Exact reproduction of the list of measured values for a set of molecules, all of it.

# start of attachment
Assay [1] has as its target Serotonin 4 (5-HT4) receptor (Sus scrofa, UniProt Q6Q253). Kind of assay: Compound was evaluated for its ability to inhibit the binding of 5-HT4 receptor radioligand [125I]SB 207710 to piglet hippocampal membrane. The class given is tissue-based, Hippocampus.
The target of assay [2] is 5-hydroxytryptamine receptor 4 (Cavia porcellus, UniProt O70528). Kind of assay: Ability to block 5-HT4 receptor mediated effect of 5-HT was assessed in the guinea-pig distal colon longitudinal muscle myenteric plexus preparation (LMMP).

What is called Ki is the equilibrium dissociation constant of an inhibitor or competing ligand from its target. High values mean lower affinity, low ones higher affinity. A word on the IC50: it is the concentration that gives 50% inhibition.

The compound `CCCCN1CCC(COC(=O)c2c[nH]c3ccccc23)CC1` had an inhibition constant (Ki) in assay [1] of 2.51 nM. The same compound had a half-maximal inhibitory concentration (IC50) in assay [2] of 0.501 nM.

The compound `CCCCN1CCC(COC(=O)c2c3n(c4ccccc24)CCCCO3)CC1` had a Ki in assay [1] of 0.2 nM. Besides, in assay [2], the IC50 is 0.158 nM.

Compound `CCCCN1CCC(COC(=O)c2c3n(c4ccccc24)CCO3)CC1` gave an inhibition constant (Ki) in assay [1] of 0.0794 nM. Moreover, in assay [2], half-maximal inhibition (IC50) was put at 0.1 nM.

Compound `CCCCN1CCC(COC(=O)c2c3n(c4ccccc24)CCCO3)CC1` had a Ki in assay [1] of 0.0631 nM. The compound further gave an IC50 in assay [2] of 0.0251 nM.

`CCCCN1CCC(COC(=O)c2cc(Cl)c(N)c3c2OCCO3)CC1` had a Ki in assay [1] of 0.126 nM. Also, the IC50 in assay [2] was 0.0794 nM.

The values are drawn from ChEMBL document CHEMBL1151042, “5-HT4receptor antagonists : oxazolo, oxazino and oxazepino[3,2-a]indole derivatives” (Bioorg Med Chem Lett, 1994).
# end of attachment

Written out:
Assay [1] has as its target Serotonin 4 (5-HT4) receptor (Sus scrofa, UniProt Q6Q253). Kind of assay: Compound was evaluated for its ability to inhibit the binding of 5-HT4 receptor radioligand [125I]SB 207710 to piglet hippocampal membrane. The class given is tissue-based, Hippocampus.
The target of assay [2] is 5-hydroxytryptamine receptor 4 (Cavia porcellus, UniProt O70528). Kind of assay: Ability to block 5-HT4 receptor mediated effect of 5-HT was assessed in the guinea-pig distal colon longitudinal muscle myenteric plexus preparation (LMMP).

What is called Ki is the equilibrium dissociation constant of an inhibitor or competing ligand from its target. High values mean lower affinity, low ones higher affinity. A word on the IC50: it is the concentration that gives 50% inhibition.

The compound `CCCCN1CCC(COC(=O)c2c[nH]c3ccccc23)CC1` had an inhibition constant (Ki) in assay [1] of 2.51 nM. The same compound had a half-maximal inhibitory concentration (IC50) in assay [2] of 0.501 nM.

The compound `CCCCN1CCC(COC(=O)c2c3n(c4ccccc24)CCCCO3)CC1` had a Ki in assay [1] of 0.2 nM. Besides, in assay [2], the IC50 is 0.158 nM.

Compound `CCCCN1CCC(COC(=O)c2c3n(c4ccccc24)CCO3)CC1` gave an inhibition constant (Ki) in assay [1] of 0.0794 nM. Moreover, in assay [2], half-maximal inhibition (IC50) was put at 0.1 nM.

Compound `CCCCN1CCC(COC(=O)c2c3n(c4ccccc24)CCCO3)CC1` had a Ki in assay [1] of 0.0631 nM. The compound further gave an IC50 in assay [2] of 0.0251 nM.

`CCCCN1CCC(COC(=O)c2cc(Cl)c(N)c3c2OCCO3)CC1` had a Ki in assay [1] of 0.126 nM. Also, the IC50 in assay [2] was 0.0794 nM.

The values are drawn from ChEMBL document CHEMBL1151042, “5-HT4receptor antagonists : oxazolo, oxazino and oxazepino[3,2-a]indole derivatives” (Bioorg Med Chem Lett, 1994).